The Museum, now located in a permanent gallery in Lower Manhattan, inhabited four temporary spaces from 1997 to 2003. The Museum’s inaugural show, DOWNTOWN NEW YORK, ran from April through December 1997 at 44 Wall Street, a vacant banking hall in New York’s historic financial district. In 1998 the Museum moved to the Art Deco banking hall at 16 Wall Street, THE BANKERS TRUST BUILDING, where the Museum’s second and third exhibits were mounted. BUILDING THE EMPIRE STATE ran from October 1998 through September 1999 and BIG BUILDINGS ran from October through December 1999. The Museum next staged DESIGN DEVELOPMENT: TIMES SQUARE, presenting architectural models for six new Times Square towers, which showed throughout 2000 and 2001 in a space at 110 Maiden Lane.
The Museum’s gallery at 110 Maiden Lane closed on September 11th, 2001, due to its proximity to the World Trade Center disaster. Our gallery space was commandeered as an emergency information center to assist downtown businesses. From September 2001 to March 2004 the Museum was kindly provided office space at 55 Broad by Rudin Management.
In March 2004, The Skyscraper Museum opened a permanent home in a building at the southern tip of Battery Park City. The facility occupies ground-floor space in a mixed-use project that includes the Ritz-Carlton Hotel and a 38-story condominium tower. The Museum owns its space, which has been generously donated by Millennium Partners, the building’s developers. The distinguished firm of Skidmore, Owings & Merrill (SOM) is the Museum’s architect, with award-winning partner Roger Duffy as lead designer. SOM is providing its services pro bono. Tishman Construction Corporation, which has been building New York since 1898, served as Construction Manager pro bono. For a description of the design by SOM and for photos of the new space during our “Stand Up For Skyscrapers!” opening event, please visit the Grand Opening ’04 page.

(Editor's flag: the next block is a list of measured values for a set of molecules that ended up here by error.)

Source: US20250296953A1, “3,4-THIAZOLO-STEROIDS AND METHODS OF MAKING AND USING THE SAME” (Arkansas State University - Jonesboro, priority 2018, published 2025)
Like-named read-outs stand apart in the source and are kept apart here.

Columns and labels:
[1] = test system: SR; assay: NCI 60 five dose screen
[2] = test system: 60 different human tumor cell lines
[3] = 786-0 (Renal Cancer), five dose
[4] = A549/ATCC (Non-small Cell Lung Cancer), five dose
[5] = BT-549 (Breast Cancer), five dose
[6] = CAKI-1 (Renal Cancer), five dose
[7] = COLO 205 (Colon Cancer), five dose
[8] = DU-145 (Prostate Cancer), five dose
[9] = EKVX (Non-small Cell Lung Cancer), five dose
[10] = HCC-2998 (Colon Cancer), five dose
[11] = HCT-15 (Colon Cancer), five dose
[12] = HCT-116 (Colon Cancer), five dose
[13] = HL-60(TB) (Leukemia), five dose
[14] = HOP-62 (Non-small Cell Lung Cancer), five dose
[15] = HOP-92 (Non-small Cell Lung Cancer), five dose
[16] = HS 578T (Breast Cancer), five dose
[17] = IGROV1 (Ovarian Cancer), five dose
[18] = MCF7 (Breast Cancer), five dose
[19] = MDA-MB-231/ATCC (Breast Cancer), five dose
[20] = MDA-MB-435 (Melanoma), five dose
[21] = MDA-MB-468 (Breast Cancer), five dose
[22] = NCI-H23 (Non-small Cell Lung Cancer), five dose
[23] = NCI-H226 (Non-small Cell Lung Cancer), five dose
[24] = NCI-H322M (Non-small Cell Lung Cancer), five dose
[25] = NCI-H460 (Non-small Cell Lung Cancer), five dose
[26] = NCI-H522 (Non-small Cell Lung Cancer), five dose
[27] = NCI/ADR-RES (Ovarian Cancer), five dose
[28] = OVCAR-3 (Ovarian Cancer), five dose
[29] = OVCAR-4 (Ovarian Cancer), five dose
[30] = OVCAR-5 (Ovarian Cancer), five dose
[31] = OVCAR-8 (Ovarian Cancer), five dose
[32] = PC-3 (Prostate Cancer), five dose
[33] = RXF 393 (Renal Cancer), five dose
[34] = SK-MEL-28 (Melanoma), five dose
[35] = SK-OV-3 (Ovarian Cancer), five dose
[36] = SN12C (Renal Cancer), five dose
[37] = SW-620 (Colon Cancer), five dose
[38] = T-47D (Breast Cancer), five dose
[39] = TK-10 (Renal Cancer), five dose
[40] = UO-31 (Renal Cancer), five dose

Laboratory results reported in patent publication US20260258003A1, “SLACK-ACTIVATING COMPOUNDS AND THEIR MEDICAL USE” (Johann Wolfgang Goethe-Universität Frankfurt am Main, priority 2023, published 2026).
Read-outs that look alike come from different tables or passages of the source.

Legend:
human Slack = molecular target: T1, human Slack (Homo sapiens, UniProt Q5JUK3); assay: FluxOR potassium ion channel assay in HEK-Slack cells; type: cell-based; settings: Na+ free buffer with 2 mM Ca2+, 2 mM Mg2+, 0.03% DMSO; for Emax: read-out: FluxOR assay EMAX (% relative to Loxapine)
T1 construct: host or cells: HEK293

Founded in 1996, The Skyscraper Museum is a private, not-for-profit, educational corporation devoted to the study of high-rise building, past, present, and future.
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Located in New York City, the world’s first and foremost vertical metropolis, the museum celebrates the city’s rich architectural heritage and examines the historical forces and individuals that have shaped its successive skylines. Through exhibitions, programs and publications, the museum explores tall buildings as objects of design, products of technology, sites of construction, investments in real estate, and places of work and residence.